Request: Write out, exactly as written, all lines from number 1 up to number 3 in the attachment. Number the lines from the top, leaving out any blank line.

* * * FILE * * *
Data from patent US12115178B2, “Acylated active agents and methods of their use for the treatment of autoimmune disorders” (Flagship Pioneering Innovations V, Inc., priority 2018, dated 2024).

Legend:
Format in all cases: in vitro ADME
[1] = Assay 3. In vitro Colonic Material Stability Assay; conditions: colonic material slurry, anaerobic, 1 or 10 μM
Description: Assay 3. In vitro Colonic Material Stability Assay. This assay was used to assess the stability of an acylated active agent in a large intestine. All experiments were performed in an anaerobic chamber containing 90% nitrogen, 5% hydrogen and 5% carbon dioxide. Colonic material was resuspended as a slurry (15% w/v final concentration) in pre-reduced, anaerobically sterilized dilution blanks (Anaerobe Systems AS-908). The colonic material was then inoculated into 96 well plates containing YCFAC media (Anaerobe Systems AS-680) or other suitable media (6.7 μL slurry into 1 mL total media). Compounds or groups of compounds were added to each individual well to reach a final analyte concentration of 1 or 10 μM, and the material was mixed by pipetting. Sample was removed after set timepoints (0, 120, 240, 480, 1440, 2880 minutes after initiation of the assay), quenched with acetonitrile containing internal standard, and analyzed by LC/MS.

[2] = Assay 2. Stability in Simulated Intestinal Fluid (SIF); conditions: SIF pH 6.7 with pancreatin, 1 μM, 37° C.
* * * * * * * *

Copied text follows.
Data from patent US12115178B2, “Acylated active agents and methods of their use for the treatment of autoimmune disorders” (Flagship Pioneering Innovations V, Inc., priority 2018, dated 2024).

Legend:
Format in all cases: in vitro ADME